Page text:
When BlackTree TV CEO and executive producer Jamaal Finkley sought opportunities to talk with “Girls Trip” talent prior to the film’s July 2017 release, he ran into an alarming roadblock. After submitting a request to cover the junket, he received an email from a Universal Pictures representative: “‘Girls Trip’ will be hard as we don’t have that many slots for AA,” meaning African-Americans.
Finkley, who shared the emails with IndieWire, replied to the studio: “You don’t have that many slots for AA for ‘Girls Trip’?! I don’t get it. Really. Makes no sense. What movie does have extra AA slots? … If I send a white person, will you have a slot?”
Today, Finkley still finds the exchange unsettling. BlackTree TV has over 226,000 YouTube subscribers, with more than 1 billion video views. “Designating us as limited because of the color of our skin and not because of the reach of our outlet,” he said. “I think it’s just an openly racist practice … The studio should invite me for my viewership, not because, ‘Oh, we have two slots for black people.’” A rep for Universal declined comment.
In the year of “Black Panther,” and in the summer of “Sorry to Bother You” and “BlacKkKlansman,” many black entertainment reporters say they have had enough. In multiple interviews with IndieWire, these journalists describe being consistently marginalized by Hollywood, overlooked for everything from screenings and set visits to log-ins for studio and network media centers. When it comes to red-carpet placement, they have a name for it: It’s the “Rosa Parks section” or the “negro section” — a few undesirable end spots frequently passed over by actors and their publicists.
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Some described being denied promised interviews, or arriving at junkets and learning that they would only be permitted to speak with black actors. Others spoke of studios that hold “black press days,” separating reporters for black outlets from their mainstream peers.
This summer, Netflix chief communications officer Jonathan Friedland was fired for “his descriptive use of the N-word on at least two occasions,” while Paramount TV president Amy Powell was let go for the “racially charged” language she allegedly used to describe black women. (Powell denies the claim, and has a team of lawyers who specialize in gender discrimination.) More often, however, racism in Hollywood is more subtle and systemic.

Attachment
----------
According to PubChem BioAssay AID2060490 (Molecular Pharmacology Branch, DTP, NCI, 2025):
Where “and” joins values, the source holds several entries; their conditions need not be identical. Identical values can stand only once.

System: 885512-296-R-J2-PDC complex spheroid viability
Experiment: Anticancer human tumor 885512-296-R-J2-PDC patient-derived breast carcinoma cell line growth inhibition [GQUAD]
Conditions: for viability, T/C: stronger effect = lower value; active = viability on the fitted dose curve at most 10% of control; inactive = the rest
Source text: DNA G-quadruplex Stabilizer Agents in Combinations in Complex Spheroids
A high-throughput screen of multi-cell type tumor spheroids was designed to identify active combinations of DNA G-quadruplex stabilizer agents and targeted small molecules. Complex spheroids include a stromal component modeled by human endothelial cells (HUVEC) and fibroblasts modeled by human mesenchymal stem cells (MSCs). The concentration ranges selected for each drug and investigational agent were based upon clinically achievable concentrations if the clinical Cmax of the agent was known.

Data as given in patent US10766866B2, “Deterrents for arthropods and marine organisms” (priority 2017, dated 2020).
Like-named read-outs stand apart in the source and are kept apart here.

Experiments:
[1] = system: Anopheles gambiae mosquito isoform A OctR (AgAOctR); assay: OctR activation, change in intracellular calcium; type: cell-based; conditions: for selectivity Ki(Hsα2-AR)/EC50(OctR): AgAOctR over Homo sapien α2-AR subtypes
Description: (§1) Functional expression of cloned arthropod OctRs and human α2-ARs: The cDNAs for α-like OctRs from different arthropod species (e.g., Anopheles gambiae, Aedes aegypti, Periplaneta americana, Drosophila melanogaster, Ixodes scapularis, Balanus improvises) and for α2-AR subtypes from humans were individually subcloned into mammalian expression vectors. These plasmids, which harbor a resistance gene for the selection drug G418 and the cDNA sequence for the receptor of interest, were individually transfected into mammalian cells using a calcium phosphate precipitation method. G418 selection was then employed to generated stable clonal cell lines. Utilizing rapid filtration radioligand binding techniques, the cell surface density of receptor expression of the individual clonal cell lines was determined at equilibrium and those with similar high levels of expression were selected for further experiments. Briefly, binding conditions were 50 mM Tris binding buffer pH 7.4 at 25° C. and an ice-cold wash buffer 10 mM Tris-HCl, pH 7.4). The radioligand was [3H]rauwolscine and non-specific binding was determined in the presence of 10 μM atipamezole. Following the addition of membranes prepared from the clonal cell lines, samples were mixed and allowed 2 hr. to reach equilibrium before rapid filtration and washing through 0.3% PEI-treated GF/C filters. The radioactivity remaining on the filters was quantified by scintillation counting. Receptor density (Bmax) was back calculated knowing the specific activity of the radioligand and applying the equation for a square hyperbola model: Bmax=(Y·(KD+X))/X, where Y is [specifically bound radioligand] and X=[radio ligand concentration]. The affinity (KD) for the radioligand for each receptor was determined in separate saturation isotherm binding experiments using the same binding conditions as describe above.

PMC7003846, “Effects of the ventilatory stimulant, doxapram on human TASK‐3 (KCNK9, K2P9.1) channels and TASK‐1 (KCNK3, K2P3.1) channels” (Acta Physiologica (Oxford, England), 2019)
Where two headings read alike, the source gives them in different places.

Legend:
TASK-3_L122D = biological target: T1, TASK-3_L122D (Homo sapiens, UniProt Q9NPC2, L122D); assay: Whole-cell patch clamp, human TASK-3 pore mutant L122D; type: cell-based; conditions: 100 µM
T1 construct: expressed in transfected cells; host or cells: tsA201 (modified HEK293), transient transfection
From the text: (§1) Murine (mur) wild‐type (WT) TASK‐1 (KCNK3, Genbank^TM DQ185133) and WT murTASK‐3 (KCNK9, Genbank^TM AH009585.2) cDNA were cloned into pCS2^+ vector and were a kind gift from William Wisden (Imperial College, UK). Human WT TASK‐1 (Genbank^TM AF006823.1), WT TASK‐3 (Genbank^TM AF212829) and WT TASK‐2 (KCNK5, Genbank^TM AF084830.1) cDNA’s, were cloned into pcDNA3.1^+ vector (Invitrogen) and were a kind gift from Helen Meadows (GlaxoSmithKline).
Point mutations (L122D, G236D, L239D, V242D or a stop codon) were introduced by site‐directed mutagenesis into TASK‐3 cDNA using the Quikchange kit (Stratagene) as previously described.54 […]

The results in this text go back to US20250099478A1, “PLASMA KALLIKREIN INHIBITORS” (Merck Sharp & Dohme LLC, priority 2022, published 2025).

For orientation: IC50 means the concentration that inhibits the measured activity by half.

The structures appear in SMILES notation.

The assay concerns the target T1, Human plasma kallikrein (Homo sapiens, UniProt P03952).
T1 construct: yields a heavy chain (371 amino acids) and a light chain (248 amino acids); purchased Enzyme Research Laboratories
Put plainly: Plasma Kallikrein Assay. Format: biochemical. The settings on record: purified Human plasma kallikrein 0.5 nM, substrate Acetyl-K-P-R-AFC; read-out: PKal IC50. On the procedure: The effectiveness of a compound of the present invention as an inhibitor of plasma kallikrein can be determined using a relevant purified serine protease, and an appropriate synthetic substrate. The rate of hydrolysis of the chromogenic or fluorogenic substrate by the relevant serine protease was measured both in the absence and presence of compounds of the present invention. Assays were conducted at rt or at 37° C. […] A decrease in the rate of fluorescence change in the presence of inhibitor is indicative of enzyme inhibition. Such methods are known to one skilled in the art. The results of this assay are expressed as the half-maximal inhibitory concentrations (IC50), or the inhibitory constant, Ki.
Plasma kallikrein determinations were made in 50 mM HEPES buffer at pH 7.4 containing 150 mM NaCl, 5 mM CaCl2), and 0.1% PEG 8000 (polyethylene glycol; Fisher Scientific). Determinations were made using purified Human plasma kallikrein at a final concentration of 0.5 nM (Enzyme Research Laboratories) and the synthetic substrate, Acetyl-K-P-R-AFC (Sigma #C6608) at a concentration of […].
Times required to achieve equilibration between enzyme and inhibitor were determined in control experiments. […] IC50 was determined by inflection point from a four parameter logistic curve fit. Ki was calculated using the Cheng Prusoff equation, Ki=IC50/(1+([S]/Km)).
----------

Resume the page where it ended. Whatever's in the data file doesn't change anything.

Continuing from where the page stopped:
There are few black studio executives, and black writers and editors remain underrepresented at major media companies. However, the internet now contains thriving websites such as The Root (460K Twitter followers), Global Grind (406K), HuffPost BlackVoices (404K), Blavity News (202K), The YBF (128K), TheGrio (95.5K), and MadameNoire (81K).
Internet democracy also led publicists to create more complex taxonomies to address and prioritize the influx of outlets. As a result, an entertainment journalist who writes for black audiences is more likely to be considered a member of the “niche press” — a subset that also can include Latinex, Asian, and LGBTQ media, and one that is often considered a lower priority.
These problems, and the attendant frustrations, are not new. In 1992, journalist Gerrie E. Summers published a Billboard op-ed, “Publicists Treat Black Press Unfairly,” suggesting that black reporters only receive last-minute invites and fewer tickets. That same year, while promoting “Malcolm X,” Spike Lee demanded all publications send black reporters. (Only some acquiesced.) However, the current visibility and reach of the #MeToo and Time’s Up movement has inspired black journalists to speak out.
Jonita Davis, managing editor of Black Girl Nerds, has covered three Universal events since she began working with the studio this spring, and most of her experiences were positive. At the “Jurassic World: Fallen Kingdom” junket in Hawaii, however, she did note that of the “ungodly amount” of outlets present — she guesses it was at least 60, but could have been as many as 100 — fewer than 10 reporters were black.
“There could be a movie as black or as urban-reaching as ‘Soul Plane,’ but they would still only invite a handful of us,” said Jawn Murray, founder and editor-in-chief of Always A-List. “There’d be these large groups of 30 and 40 white journalists, both from mainstream or large outlets, [and] some guy who was from a small town and wrote the film column.”
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